Robot arms are used in production lines often with a conveyor belt carrying materials from robot to robot . Each robot performs a different job -- the ends of each arm are specially designed for each task. Materials must be delivered to each robot in exactly the same way each time since most robots cannot adjust to different situations without being totally reprogrammed.
What to Do
Participants role-play and become a sandwich-cookie factory. The first row of robots (people) put the bottom cookie on the conveyor belt, the second row squirts the filling, the next puts on the top cookie, and the last puts it in a box.
Related exhibits: Adept Sorting Arm, ABB Basketball Arm, Drawing Arm
- Have participants think about their actions.
- Did they use their whole body?
- How far did they need to reach?
- What would happen if one robot worked faster than another?
- Would each robot need to have the same kind of hand (end effector in robot language)?
- Robots only have the parts that they need. Many robot arms have joints similar to human arms, but the end effectors are specialized for different tasks.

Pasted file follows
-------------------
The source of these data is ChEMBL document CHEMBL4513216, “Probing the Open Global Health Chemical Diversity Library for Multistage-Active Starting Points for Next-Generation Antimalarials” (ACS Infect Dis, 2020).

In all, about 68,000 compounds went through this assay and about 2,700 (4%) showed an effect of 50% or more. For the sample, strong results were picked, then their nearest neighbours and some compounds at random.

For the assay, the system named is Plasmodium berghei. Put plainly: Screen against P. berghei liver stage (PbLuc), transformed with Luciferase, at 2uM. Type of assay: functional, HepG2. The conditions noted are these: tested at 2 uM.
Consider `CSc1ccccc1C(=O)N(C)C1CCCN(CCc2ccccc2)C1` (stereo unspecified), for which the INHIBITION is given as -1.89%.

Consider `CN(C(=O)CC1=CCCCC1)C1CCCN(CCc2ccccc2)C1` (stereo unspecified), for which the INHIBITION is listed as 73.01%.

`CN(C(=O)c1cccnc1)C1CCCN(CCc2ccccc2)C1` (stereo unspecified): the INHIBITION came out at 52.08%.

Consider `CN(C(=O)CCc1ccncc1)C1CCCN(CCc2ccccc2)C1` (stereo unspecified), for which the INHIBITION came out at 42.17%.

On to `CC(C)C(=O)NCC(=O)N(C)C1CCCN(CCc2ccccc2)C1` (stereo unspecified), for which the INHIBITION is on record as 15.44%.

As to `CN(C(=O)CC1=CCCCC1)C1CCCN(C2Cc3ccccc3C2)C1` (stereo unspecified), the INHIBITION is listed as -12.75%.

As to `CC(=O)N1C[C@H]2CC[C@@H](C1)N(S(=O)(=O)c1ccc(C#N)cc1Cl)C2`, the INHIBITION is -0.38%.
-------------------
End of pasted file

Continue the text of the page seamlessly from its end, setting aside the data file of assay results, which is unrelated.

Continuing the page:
- Did they get tired? (Robots are great for repetitive tasks which they can repeat exactly the same over and over with great precision.)
- How would the cookies have to be arranged so that the right side of the cookie was facing up?
- In the past, great effort was required to be sure that parts were fed to the robots in the correct arrangement. (In a modern cookie factory, a robot arm has a vision system. The cookies are randomly fed to the robot, and the robot is able to find cookies with the correct side on top. It does this by digitizing visual information from a camera and comparing it to a picture of a correctly positioned cookie. A suction end effector then picks up the cookie and releases it over the correct position on the assembly belt.)